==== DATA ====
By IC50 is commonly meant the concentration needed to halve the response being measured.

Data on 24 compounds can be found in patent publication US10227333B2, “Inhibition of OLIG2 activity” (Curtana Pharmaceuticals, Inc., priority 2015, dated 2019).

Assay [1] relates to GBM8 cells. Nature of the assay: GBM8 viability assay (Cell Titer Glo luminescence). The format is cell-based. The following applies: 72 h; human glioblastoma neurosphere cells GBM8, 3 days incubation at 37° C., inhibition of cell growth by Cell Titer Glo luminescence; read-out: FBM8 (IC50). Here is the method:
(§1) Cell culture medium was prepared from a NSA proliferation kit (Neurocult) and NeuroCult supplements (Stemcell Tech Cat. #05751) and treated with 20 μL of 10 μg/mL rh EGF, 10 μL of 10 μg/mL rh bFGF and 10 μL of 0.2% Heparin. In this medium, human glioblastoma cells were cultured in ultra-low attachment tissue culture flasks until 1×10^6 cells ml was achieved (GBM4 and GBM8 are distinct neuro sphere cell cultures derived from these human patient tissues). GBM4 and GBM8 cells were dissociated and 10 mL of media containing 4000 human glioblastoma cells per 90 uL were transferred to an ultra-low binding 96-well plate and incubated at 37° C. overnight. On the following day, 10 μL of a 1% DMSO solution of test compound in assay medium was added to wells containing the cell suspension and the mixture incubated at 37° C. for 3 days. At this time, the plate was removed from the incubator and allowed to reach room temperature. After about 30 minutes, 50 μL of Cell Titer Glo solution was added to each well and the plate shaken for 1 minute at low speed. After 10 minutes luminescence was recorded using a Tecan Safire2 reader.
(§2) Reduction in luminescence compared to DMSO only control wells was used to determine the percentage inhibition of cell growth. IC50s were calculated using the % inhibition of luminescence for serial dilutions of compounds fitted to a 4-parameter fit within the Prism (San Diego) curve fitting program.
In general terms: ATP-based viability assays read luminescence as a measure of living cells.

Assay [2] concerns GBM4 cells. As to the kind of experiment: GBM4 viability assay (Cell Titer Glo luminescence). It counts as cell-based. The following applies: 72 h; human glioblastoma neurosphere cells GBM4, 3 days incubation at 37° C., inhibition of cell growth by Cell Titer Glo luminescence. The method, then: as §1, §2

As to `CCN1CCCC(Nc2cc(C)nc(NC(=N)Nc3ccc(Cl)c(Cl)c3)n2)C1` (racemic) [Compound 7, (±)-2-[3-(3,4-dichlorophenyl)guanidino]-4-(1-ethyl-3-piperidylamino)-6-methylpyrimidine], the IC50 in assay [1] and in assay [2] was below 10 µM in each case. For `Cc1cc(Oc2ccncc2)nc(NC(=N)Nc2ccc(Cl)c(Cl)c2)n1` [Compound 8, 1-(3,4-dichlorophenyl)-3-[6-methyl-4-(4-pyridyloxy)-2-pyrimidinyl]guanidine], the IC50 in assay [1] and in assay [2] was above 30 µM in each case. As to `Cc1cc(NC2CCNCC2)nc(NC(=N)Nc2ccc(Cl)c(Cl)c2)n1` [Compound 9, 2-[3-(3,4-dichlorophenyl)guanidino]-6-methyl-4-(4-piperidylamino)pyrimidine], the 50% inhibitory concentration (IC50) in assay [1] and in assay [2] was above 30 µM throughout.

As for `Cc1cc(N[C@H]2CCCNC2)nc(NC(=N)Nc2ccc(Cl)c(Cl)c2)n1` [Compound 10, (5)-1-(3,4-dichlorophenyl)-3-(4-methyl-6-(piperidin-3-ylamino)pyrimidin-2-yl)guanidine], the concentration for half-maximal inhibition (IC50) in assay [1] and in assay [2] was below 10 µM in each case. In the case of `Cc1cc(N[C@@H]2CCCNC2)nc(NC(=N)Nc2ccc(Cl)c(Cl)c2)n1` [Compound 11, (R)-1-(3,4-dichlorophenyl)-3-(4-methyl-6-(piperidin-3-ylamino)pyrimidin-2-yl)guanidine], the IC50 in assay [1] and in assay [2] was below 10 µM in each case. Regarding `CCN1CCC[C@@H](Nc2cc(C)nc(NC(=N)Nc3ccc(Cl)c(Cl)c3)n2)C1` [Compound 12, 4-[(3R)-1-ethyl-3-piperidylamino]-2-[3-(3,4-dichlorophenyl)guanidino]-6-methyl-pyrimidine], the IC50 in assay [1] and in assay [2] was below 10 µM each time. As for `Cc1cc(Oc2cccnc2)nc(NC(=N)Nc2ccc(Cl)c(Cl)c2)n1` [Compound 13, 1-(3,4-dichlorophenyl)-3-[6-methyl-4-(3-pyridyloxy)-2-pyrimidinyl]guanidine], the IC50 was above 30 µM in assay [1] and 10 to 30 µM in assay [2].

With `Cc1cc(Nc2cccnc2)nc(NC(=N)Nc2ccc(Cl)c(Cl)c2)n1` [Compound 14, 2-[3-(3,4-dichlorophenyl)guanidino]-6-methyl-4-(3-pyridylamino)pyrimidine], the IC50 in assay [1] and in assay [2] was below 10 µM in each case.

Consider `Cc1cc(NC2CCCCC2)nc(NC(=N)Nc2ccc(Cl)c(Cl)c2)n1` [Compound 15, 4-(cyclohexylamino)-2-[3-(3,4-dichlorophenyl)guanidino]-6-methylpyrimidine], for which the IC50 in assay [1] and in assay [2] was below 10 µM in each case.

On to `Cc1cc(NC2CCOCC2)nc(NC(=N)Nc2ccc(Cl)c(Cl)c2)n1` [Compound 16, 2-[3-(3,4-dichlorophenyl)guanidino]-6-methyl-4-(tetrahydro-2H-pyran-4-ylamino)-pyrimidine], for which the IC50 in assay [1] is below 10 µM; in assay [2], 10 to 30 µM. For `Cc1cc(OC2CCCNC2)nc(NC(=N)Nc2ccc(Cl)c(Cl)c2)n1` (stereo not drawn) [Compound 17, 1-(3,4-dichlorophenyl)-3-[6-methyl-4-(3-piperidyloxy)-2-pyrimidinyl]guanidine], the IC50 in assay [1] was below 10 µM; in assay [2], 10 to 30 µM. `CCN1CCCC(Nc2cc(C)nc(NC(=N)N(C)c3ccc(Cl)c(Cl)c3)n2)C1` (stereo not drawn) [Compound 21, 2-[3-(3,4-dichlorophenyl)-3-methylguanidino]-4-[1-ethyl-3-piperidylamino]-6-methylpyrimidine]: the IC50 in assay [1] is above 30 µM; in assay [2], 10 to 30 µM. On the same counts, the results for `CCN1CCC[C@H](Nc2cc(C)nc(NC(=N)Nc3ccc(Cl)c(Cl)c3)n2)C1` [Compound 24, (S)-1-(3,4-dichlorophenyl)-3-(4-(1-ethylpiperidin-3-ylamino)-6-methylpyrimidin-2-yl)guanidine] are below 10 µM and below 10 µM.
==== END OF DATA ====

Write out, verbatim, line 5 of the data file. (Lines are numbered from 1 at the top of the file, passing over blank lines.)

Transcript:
(§2) Reduction in luminescence compared to DMSO only control wells was used to determine the percentage inhibition of cell growth. IC50s were calculated using the % inhibition of luminescence for serial dilutions of compounds fitted to a 4-parameter fit within the Prism (San Diego) curve fitting program.